• Non-transactional N1QL queries are served by any of the available Query Services. The Query Service selected by the SDK is determined by the ns_server and is typically cycled through using a round-robin approach.
    • For a N1QL transaction executed under the transaction context that Couchbase Transactions libraries provide, all subsequent DML operations (identified with txid) are directed to the same query node, until the transaction is committed or rolled back. This is available in Java SDK 1.1.3
    • The SDK-to-Query node affinity is automatically managed by the SDKs.
    • Couchbase transactions support both key-value and Query Service DML operations through the Java Couchbase transactions library. You can also access other services, such as Full-Text Search and Analytics, with scan consistency requests that honor the commit under the transaction.

Where You Can Use N1QL Transactions

The N1QL transactions feature is supported anywhere you use a N1QL query.

The main requirement is that a txid value – which is returned from the START TRANSACTION command – is used with all subsequent N1QL DMLs if they’re a part of the transaction. The same goes for the final COMMIT or ROLLBACK.

If you’re using Query Workbench and cbq shell, passing txid is managed transparently. You don’t need to take any explicit actions.

CBQ Shell

Here’s an example of a N1QL transaction using cbq shell:


Once a transaction begins, the cbq shell establishes a session with a specific Query Service, and ensures that all subsequent N1QL DMLs are sent with the txid (returned with TRANSACTION) to the same Query Service.

With the REST API, you need to supply the value of the txid with subsequent DMLs. For example:

Transaction Implicit Setting

As part of N1QL transactions, there’s also the transaction implicit setting: tximplicit.

In a nutshell, when this is set to true, all subsequent N1QL DMLs are run as if they are wrapped between a START TRANSACTION and a COMMIT TRANSACTION. This setting means that you can use all of the N1QL enhancements that are part of the N1QL transactions feature.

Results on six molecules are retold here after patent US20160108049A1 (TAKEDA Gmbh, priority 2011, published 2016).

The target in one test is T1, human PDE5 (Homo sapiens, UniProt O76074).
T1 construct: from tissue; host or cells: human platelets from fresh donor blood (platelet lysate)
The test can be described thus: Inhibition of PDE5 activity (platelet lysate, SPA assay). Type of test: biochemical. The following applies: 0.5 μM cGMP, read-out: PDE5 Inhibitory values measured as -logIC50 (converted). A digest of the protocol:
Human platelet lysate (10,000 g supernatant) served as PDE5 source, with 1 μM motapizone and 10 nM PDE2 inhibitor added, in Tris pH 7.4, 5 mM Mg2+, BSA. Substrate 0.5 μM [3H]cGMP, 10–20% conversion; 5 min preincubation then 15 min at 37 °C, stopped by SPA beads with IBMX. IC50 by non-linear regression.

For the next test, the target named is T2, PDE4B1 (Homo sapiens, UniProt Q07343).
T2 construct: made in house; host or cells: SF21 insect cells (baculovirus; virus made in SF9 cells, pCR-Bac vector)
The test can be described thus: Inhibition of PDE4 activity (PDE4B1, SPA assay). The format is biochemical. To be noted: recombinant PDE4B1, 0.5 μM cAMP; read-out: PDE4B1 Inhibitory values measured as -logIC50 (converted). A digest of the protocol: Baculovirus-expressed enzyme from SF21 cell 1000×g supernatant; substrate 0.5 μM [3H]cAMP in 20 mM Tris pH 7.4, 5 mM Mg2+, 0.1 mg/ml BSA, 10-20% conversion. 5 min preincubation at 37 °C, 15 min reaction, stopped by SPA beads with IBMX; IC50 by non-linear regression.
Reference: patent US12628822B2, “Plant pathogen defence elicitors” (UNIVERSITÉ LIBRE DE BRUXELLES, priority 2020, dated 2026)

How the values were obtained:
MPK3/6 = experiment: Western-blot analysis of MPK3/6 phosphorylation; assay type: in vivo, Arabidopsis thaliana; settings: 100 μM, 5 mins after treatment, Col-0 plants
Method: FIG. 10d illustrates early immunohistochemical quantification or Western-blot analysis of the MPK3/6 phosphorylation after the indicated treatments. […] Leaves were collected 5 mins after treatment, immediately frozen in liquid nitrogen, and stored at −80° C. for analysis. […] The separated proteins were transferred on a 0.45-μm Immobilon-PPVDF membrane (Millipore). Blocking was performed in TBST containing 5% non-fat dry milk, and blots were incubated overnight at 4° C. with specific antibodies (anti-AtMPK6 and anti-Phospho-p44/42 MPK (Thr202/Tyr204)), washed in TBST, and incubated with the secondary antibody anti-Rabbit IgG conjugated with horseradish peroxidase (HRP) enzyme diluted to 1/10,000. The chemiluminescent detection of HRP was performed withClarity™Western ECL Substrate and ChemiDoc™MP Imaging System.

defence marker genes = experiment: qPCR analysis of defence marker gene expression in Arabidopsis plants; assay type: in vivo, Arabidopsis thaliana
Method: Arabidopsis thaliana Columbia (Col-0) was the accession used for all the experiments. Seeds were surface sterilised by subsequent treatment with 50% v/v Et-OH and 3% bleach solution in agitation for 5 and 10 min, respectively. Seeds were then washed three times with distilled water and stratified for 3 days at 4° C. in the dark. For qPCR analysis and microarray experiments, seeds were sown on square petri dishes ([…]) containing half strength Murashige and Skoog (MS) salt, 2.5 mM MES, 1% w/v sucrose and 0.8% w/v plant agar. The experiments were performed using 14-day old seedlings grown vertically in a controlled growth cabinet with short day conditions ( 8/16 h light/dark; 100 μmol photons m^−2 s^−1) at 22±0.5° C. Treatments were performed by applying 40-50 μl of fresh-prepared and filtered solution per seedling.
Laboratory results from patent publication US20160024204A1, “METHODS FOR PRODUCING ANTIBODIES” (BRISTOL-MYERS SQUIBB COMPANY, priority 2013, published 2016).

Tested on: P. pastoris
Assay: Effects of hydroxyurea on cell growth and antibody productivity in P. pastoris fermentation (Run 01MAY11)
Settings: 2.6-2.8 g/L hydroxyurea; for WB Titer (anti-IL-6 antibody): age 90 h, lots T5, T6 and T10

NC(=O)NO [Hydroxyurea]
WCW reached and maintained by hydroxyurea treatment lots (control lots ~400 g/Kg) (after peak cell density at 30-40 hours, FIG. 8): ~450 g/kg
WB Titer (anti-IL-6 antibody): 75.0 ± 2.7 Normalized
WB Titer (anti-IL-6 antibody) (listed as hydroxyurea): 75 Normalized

Non-transactional N1QL doesn’t currently support any setting for durability. All mutations via N1QL use durability=none. With tximplicit set, the N1QL DML gets the durability

Implications: This tximplicit setting allows you to indirectly set the durability, but you should expect additional latency.

Scan Consistency

Non-transactional N1QL scan consistency is set in the SDK to any level required by the application. (See the docs on performance and consistency for more information.)

However, with tximplicit set, the DML is run with scan consistency as request_plus.

Implications: With this setting, query latency may increase. This is because the DML needs to ensure that any dependent indexes are updated to the same timestamp as the query.

Resource Usage

The Query Service requires memory resources in order to process the query, especially for aggregation and sort operations.

For non-transactional DMLs, all mutations take immediate effect. For transactional DMLs, all mutations within a transaction are kept locally on the Query Service until commit time. For this reason, memory resource usage is much higher for the transaction span.

Implications: Mutations from N1QL transactions increase memory usage.

Guidelines for When (and When not) to Use N1QL Transactions

With the introduction of N1QL transactions, it’s important to keep in mind a few guidelines on when (and when not) to use this new capability in your application.

The general rule of thumb is to use N1QL transactions only when you need to. The Couchbase Query Service is designed to provide high throughput and low latency, both of which are impacted with transactions. This is because of the subsequent requirements and costs in terms of durability, scan consistency and resource usage.

You should also keep transaction size small in terms of the number of documents and operations affected by the mutations. And finally, we don’t recommend you use N1QL transactions for large-volume mutation use cases.

Further Resources on N1QL Transactions

Ready to try out N1QL transactions for yourself?

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Posted by Binh Le

Binh Le is a Principal Product Manager for Couchbase Query service. Prior to Couchbase, he worked at Oracle and led the product management team for Sales Clould Analytics and CRM OnDemand. Binh holds a Bachelor's Degree in Computer Science from the University of Brighton, UK.